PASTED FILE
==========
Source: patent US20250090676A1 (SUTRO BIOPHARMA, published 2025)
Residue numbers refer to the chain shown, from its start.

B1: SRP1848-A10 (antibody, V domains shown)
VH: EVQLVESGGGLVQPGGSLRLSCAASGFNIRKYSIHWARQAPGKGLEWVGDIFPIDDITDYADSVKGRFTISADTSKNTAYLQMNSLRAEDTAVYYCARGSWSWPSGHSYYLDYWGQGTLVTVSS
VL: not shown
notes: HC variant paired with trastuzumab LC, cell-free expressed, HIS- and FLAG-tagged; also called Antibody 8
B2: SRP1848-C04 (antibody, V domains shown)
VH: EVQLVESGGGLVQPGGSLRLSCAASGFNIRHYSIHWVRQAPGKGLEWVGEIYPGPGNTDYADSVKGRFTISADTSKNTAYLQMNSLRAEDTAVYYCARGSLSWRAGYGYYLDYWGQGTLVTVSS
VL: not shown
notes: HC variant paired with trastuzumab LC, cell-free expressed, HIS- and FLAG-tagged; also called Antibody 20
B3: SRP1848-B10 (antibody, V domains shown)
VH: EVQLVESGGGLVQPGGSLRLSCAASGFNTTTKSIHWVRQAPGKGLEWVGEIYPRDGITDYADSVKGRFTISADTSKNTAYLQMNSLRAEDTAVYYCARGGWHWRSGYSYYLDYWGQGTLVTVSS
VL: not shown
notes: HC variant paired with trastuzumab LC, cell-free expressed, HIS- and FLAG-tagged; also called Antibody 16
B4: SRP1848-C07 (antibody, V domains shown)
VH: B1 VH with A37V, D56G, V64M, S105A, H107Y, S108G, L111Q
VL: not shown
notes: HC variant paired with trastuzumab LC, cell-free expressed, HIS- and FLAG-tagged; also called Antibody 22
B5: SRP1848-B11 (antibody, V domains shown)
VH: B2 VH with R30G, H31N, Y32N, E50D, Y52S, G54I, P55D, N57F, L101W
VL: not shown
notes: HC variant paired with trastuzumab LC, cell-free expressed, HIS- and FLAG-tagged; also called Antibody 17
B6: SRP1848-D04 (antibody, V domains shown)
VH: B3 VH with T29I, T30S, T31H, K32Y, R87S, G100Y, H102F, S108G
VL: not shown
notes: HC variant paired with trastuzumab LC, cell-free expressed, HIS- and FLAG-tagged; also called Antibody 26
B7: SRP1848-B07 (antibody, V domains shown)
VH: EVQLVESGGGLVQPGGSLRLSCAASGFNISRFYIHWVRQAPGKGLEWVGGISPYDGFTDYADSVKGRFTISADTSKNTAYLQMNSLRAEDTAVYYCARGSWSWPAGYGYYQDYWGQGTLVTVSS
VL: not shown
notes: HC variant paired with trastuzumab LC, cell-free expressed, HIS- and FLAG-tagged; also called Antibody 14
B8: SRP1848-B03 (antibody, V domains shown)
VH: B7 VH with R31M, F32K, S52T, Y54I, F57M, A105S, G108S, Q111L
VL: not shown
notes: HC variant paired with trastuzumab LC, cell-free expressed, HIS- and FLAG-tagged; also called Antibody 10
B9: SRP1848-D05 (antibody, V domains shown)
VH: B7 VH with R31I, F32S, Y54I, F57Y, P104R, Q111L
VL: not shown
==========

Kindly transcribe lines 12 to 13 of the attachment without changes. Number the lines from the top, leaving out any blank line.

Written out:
VH: EVQLVESGGGLVQPGGSLRLSCAASGFNTTTKSIHWVRQAPGKGLEWVGEIYPRDGITDYADSVKGRFTISADTSKNTAYLQMNSLRAEDTAVYYCARGGWHWRSGYSYYLDYWGQGTLVTVSS
VL: not shown